[0128] Once the outputs from the primary analyzer [0129] The process shown in FIG. 11 thus discloses the operation of the hybrid analyzer of FIG. 4. As discussed, the hybrid analyzer [0130] Thus, the present invention provides for the control of processes in the plant using the hybrid analyzer. The hybrid analyzer senses various input/output variables such as material compositions, feed rates, feedstock temperatures, and product formation rate typically present in oil refineries, chemical plants and power plants. Also, the data derived hybrid analyzer [0131] In addition to the PLS linear analyzer or model discussed above, the present invention contemplates that other linear models or analyzers could be used instead. Further, it is to be understood that other neural network analyzers or models can be used, depending on the particular process and environment. Additionally, the number of manipulated, disturbance and controlled variables, optimization goals and variable limits can be changed to suit the particular process of interest. [0132] It is to be further understood that the description of data to be collected such as the reflux flow rate and the reboil steam flow rate are associated with the operations of the chemical plant and has only been provided as examples of the types of variables to be collected. The techniques and processes according to the present invention can be utilized in a wide range of technological arts, such as in many other process control environments, particularly multi-variable and more particularly non-linear environment present in a number of plants such as oil refineries, chemical plants, power plants and industrial manufacturing plants, among others. Further, the present invention can be used to improve the analyzer or model for a number of areas, particularly in forecasting prices, change in price, business time series, financial modeling, target marketing, and various signal processing applications such as speech recognition, image recognition and handwriting recognition. Thus, the present invention is not limited to the description of specific variables collected in the illustrative chemical plant environment. [0133] The foregoing disclosure and description of the invention are illustrative and explanatory thereof, and various changes in the size, shape, materials, components, circuit elements, wiring connections and contacts, as well as in the details of the illustrated circuitry and construction and method of operation may be made without departing from the spirit of the invention. Referenced by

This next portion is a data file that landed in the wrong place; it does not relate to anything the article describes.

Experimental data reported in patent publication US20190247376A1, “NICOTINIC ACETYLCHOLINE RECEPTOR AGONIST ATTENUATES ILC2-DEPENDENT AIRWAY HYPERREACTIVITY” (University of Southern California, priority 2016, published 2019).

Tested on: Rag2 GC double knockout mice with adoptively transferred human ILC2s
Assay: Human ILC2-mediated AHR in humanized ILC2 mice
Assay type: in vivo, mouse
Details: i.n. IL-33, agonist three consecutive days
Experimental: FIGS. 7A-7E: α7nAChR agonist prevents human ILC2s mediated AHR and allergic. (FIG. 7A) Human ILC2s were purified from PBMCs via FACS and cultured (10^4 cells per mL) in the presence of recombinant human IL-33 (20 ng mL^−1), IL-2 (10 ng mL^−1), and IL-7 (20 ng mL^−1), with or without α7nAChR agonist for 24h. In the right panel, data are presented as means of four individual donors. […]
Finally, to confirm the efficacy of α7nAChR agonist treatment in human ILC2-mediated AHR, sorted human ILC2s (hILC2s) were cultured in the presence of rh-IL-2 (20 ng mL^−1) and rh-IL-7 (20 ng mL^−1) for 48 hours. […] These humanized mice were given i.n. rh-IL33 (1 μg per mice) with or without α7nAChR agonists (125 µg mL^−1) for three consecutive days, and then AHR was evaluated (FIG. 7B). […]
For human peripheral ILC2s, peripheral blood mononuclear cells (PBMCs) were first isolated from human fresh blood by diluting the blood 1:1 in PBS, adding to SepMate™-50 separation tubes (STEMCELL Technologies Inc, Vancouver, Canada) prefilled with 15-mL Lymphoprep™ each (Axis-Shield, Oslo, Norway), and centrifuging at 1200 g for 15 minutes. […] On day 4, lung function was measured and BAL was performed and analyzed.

Classifications
Rotate |